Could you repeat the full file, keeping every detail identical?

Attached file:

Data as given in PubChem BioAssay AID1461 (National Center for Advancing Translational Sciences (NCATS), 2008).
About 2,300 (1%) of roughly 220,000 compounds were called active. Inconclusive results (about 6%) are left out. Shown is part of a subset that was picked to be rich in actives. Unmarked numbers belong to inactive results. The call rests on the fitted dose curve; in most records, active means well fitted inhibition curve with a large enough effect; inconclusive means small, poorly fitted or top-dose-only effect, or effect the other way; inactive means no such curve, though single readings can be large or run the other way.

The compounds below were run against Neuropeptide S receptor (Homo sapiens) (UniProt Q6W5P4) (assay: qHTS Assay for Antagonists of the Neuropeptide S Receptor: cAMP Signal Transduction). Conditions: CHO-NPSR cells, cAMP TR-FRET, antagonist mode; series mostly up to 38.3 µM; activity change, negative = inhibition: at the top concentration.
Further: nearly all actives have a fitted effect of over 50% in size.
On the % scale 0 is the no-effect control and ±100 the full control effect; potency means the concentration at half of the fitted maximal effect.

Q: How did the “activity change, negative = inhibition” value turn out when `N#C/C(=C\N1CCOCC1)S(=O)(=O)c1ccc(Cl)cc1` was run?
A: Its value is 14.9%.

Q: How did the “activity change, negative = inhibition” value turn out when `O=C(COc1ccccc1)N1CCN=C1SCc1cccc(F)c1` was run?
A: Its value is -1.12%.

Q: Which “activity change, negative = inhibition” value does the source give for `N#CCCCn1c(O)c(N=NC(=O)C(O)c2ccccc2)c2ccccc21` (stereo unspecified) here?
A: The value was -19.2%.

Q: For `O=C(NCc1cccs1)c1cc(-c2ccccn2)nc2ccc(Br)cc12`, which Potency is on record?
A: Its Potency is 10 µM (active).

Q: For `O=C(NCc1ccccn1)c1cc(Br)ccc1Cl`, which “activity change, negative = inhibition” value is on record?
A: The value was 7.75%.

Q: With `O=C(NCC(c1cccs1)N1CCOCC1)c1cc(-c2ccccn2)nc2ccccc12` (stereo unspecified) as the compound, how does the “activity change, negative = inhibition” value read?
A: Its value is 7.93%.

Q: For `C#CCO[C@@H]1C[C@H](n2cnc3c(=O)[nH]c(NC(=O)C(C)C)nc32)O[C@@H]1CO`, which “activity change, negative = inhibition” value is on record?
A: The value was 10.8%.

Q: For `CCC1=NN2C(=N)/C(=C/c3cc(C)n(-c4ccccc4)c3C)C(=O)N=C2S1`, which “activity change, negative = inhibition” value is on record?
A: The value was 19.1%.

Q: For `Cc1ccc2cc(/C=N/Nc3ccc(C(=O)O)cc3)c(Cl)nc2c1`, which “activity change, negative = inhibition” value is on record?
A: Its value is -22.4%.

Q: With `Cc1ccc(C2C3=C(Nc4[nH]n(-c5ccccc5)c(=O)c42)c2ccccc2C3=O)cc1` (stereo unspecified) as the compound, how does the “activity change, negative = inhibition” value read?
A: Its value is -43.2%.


Data as given in PubChem BioAssay AID1461 (National Center for Advancing Translational Sciences (NCATS), 2008).
About 2,300 (1%) of roughly 220,000 compounds were called active. Inconclusive results (about 6%) are left out. Shown is part of a subset that was picked to be rich in actives. Unmarked numbers belong to inactive results. The call rests on the fitted dose curve; in most records, active means well fitted inhibition curve with a large enough effect; inconclusive means small, poorly fitted or top-dose-only effect, or effect the other way; inactive means no such curve, though single readings can be large or run the other way.

The compounds below were run against Neuropeptide S receptor (Homo sapiens) (UniProt Q6W5P4) (assay: qHTS Assay for Antagonists of the Neuropeptide S Receptor: cAMP Signal Transduction). Conditions: CHO-NPSR cells, cAMP TR-FRET, antagonist mode; series mostly up to 38.3 µM; activity change, negative = inhibition: at the top concentration.
Further: nearly all actives have a fitted effect of over 50% in size.
On the % scale 0 is the no-effect control and ±100 the full control effect; potency means the concentration at half of the fitted maximal effect.

Q: How did the “activity change, negative = inhibition” value turn out when `N#C/C(=C\N1CCOCC1)S(=O)(=O)c1ccc(Cl)cc1` was run?
A: Its value is 14.9%.

Q: How did the “activity change, negative = inhibition” value turn out when `O=C(COc1ccccc1)N1CCN=C1SCc1cccc(F)c1` was run?
A: Its value is -1.12%.

Q: Which “activity change, negative = inhibition” value does the source give for `N#CCCCn1c(O)c(N=NC(=O)C(O)c2ccccc2)c2ccccc21` (stereo unspecified) here?
A: The value was -19.2%.

Q: For `O=C(NCc1cccs1)c1cc(-c2ccccn2)nc2ccc(Br)cc12`, which Potency is on record?
A: Its Potency is 10 µM (active).

Q: For `O=C(NCc1ccccn1)c1cc(Br)ccc1Cl`, which “activity change, negative = inhibition” value is on record?
A: The value was 7.75%.

Q: With `O=C(NCC(c1cccs1)N1CCOCC1)c1cc(-c2ccccn2)nc2ccccc12` (stereo unspecified) as the compound, how does the “activity change, negative = inhibition” value read?
A: Its value is 7.93%.

Q: For `C#CCO[C@@H]1C[C@H](n2cnc3c(=O)[nH]c(NC(=O)C(C)C)nc32)O[C@@H]1CO`, which “activity change, negative = inhibition” value is on record?
A: The value was 10.8%.

Q: For `CCC1=NN2C(=N)/C(=C/c3cc(C)n(-c4ccccc4)c3C)C(=O)N=C2S1`, which “activity change, negative = inhibition” value is on record?
A: The value was 19.1%.

Q: For `Cc1ccc2cc(/C=N/Nc3ccc(C(=O)O)cc3)c(Cl)nc2c1`, which “activity change, negative = inhibition” value is on record?
A: Its value is -22.4%.

Q: With `Cc1ccc(C2C3=C(Nc4[nH]n(-c5ccccc5)c(=O)c42)c2ccccc2C3=O)cc1` (stereo unspecified) as the compound, how does the “activity change, negative = inhibition” value read?
A: Its value is -43.2%.